The test has produced encouraging results in a clinical study of 210 patients, and will now be tested in a larger trial involving three hospitals in London.
Oesophageal and gastric malignancies account for 15 per cent of cancer-related deaths globally.
Doctors diagnose oesophageal and gastric cancers by carrying out an endoscopy. This is a procedure where the inside of the body is examined using a probe with a light source and video camera at the end via the mouth and down the gullet.
However, the procedure is invasive and expensive. Moreover, only two percent of patients who are referred for an endoscopy by General Practitioners are diagnosed with oesophageal or gastric cancer.
“Our breath test could address these problems because it can help diagnose patients with early non-specific symptoms as well as reduce the number of invasive endoscopies carried out on patients, which often lead to negative results,” said lead author of the study George Hanna from Imperial College London.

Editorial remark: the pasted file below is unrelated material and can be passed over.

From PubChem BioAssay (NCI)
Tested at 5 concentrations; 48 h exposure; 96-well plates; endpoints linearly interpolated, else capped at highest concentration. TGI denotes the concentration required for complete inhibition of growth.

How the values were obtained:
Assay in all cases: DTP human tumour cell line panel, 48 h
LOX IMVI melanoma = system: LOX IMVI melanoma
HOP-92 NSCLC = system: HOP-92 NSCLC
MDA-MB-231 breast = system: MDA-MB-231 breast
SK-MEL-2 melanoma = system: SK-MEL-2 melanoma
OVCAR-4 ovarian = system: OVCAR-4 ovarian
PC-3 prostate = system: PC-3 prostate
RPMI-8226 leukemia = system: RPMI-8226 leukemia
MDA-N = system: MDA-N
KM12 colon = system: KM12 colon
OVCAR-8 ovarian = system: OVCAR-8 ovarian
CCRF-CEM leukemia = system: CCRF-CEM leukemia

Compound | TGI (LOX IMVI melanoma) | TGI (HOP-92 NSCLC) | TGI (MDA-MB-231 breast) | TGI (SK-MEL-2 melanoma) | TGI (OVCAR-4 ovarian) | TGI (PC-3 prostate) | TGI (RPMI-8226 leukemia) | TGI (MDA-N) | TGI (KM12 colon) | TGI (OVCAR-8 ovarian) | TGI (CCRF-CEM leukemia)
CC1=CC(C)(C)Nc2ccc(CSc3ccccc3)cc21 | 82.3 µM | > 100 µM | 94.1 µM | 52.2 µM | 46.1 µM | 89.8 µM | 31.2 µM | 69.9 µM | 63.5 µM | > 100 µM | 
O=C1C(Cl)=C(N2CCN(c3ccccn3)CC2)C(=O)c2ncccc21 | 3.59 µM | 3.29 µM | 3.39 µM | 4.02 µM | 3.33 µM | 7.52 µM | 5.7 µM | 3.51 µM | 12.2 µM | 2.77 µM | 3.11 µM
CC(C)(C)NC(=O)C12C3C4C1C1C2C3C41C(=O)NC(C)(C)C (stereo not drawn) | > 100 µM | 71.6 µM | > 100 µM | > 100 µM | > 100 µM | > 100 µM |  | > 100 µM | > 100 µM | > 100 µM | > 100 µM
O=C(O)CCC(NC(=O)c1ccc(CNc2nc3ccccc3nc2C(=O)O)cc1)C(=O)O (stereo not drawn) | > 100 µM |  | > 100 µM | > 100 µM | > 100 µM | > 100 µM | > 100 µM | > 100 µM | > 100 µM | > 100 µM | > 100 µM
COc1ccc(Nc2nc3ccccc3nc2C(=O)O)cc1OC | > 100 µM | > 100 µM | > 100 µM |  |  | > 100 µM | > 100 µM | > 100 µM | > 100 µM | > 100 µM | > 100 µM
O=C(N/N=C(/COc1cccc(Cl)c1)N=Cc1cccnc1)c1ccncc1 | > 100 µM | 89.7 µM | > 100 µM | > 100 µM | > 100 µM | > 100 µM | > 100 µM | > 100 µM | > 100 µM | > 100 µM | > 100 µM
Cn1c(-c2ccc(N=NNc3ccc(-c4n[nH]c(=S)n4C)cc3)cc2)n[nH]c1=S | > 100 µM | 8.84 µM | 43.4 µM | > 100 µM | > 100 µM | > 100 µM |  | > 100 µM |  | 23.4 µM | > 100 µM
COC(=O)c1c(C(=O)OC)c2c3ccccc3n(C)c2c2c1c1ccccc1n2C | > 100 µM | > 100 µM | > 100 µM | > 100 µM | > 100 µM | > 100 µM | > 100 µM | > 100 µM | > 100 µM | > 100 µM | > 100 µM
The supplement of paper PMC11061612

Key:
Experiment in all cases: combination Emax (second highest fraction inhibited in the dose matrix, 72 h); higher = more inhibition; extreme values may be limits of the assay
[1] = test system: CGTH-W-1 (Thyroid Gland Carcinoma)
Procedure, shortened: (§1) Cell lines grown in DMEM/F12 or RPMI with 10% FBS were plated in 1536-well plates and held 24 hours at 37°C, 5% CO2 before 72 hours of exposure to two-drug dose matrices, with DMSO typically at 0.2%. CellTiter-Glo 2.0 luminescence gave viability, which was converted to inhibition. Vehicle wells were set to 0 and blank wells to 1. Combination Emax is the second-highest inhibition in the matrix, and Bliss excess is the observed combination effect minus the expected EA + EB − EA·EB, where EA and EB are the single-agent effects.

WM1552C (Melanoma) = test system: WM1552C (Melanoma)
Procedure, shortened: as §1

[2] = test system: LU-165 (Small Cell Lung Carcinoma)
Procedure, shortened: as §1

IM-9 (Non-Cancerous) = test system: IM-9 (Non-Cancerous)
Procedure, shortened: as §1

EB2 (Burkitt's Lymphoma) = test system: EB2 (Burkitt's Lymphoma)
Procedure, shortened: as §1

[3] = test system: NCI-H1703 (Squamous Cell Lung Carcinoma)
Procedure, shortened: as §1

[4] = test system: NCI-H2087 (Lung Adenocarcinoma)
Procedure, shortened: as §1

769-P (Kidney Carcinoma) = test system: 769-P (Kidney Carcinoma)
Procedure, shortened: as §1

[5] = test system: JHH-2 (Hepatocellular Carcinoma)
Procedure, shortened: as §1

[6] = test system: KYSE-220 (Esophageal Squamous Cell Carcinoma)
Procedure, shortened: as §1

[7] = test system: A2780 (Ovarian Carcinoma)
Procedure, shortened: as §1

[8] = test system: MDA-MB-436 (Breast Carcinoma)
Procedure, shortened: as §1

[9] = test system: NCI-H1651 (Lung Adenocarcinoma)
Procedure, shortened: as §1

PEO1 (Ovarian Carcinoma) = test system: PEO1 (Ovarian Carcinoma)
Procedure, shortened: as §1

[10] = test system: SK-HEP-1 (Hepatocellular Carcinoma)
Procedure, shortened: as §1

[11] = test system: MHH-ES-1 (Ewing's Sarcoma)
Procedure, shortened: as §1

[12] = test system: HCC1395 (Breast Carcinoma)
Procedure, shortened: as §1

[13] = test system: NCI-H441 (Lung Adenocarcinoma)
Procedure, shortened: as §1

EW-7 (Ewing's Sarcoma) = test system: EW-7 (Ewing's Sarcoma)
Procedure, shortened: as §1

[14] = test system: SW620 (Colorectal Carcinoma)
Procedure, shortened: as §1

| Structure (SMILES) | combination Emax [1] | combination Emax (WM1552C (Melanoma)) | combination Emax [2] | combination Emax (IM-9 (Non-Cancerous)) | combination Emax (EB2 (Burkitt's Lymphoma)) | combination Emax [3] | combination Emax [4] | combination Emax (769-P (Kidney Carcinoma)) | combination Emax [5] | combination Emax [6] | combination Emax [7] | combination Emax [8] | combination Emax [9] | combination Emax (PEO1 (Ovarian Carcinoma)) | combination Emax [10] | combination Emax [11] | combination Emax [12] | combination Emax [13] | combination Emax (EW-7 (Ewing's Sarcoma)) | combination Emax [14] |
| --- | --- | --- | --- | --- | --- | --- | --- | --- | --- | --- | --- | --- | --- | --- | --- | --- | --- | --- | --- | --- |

“Diagnosis at an early stage could give patients more treatment options and ultimately save more lives,” Hanna noted.
The test looks for chemical compounds in exhaled breath that are unique to patients with oesophageal and gastric cancer.
The cancers produce a distinctive smell of volatile organic compounds (VOC), chemicals that contain carbon and are found in all living things, which can help doctors detect early signs of the disease.
To take the test, patients breathe into a device similar to a breath alyser which is connected to a bag.
The compounds in their exhaled breath are analysed by a selected ion flow tube mass spectrometer.
The researchers used breath samples of patients with oesophageal and gastric cancer from 2011 to 2013.
The study was published in the journal ‘Annals of Surgery’.